The festive season is once again upon us. The yearly tradition of writing Christmas cards, decorating the house, putting up the tree and preparing a traditional Christmas dinner are all part of the familiar Christmas experience. Have a look at how people celebrated Christmas through some of our archives.
Food glorious food
By Elizabethan times, food was very much a part of the Christmas tradition. In wealthier households a banqueting course of expensive and intricate food was provided to display the wealth of the host and the culinary skills of his lady.
Although the development of Christmas festivities ceased during the Commonwealth period, it slowly regained popularity after the Restoration in 1660. In 1662 Samuel Pepys recorded in his diary that he ate ‘plum porridge and a roasted pullet, followed by mince pie.’ This was a somewhat frugal meal, owing to his wife’s illness.
In 1796, James Oakes of Nowton Court near Bury St Edmunds, recorded in his diary that on Christmas Day, he ate: ‘For Dinner Gravy Soup, a large joint Rump of Beef & large Turkey 12lb, plumb Puddings & minc’d Pyes.’
If you’d like to learn more, why not join us at Bury Record Office for our Christmas talk: Eat, Drink and be Merry! There will even be the opportunity to taste a few samples made from old recipes.
Can’t make it? We have a sample of recipes from our archives that you could try at home, but don’t forget to let us know how you get on via our Twitter feed @KeyToThePast
Fun and Games
Tom Smith, a confectioner’s apprentice from London devised the first Christmas Cracker after a trip to Paris in 1840. Over the years, the cracker has evolved to include hats, games, toys and jokes.
We’ve searched our archives and discovered a selection of riddles and conundrums. Located in the Grafton Collection, they are undated but likely to have been written in the 19th century. Unfortunately they don’t all have the solutions, perhaps you can come up with your own?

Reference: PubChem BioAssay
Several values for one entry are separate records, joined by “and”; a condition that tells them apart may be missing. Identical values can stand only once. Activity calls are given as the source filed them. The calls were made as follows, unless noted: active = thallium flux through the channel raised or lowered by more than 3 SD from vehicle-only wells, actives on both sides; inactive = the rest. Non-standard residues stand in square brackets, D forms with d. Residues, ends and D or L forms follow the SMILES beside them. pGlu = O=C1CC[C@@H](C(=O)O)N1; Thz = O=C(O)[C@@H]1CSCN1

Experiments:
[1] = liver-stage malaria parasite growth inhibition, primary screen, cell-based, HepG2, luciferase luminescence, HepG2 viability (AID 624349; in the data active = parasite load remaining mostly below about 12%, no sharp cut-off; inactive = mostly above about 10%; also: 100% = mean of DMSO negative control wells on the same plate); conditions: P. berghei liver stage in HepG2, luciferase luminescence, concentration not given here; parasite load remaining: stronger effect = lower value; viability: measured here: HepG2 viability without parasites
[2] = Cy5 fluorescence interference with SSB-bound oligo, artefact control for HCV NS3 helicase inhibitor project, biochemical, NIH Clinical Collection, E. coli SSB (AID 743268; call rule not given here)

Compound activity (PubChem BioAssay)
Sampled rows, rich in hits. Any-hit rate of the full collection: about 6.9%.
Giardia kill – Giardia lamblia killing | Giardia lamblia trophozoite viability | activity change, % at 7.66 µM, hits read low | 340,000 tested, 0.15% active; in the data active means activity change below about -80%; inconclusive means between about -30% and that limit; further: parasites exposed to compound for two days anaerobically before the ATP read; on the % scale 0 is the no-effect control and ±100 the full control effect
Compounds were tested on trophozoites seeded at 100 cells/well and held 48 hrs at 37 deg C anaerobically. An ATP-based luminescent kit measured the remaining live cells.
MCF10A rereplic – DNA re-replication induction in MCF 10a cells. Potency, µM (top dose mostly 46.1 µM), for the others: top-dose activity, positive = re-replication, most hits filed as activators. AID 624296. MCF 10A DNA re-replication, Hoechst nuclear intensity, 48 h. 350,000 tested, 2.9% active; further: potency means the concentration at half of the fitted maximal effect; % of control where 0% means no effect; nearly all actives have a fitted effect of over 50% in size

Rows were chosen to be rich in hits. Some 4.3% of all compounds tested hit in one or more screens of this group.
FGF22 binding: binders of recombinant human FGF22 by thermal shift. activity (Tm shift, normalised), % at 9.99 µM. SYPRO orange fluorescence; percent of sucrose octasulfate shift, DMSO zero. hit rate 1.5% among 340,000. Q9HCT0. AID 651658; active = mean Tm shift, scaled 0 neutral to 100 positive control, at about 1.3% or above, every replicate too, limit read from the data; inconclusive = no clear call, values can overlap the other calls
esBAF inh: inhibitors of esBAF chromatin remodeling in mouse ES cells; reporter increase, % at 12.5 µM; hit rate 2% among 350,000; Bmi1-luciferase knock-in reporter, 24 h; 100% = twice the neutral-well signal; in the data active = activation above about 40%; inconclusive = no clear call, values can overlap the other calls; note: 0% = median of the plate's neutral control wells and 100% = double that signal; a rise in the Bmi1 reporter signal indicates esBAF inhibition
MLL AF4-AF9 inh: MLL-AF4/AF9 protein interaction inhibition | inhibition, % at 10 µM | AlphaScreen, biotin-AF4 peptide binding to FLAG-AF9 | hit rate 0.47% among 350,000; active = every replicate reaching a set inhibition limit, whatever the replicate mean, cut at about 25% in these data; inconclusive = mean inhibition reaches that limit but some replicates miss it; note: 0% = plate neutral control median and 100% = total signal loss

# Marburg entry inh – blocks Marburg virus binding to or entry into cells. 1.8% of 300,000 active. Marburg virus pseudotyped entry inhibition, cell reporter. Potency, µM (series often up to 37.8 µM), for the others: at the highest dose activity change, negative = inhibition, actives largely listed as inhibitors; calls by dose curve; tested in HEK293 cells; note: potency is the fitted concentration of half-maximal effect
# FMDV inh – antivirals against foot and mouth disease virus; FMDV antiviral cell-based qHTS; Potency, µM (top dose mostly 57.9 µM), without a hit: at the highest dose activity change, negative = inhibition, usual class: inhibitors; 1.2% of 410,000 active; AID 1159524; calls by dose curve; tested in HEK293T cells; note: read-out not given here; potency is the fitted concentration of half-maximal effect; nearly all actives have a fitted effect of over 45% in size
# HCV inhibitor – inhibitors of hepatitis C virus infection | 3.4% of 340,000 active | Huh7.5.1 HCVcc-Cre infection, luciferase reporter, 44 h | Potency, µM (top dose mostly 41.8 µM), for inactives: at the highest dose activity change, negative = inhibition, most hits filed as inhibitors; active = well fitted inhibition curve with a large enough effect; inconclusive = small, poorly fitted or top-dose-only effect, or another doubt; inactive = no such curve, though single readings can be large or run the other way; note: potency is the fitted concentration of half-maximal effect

By the early twentieth century the custom of buying gifts had gained momentum.
Come and see our exhibition at our Bury St. Edmunds branch to see some advertisements from the Bury and Norwich Post which were placed to tempt shoppers to buy their Christmas gifts.
The advertisements range from greetings cards, through food and drink to more elaborate gift ideas.
If you’re looking for ideas for Christmas gifts, this weekend sees the Bury St. Edmunds Christmas Fayre.
Deck the Halls
Prince Albert popularised the tradition of decorating a Christmas tree—although he was not the first person to introduce the tradition to England. Queen Charlotte, wife of George III had a decorated tree for her family in the 1790s!
The first Christmas Card was invented in London in 1843 by Henry Cole to advertise his business. It was designed by John Calcott Horsley. One thousand cards were printed in black and white and coloured by hand. The printer sold off the ones not used by Mr Cole.
Charles Goodall first mass produced simple Christmas card designs from 1862. By 1871 there were complaints in the newspapers that the sending of greetings cards were slowing down the postal system for businesses!
During the First World War, it was popular to send Christmas cards to soldiers. Have a look at these Christmas cards sent from soldiers in the Suffolk Regiment.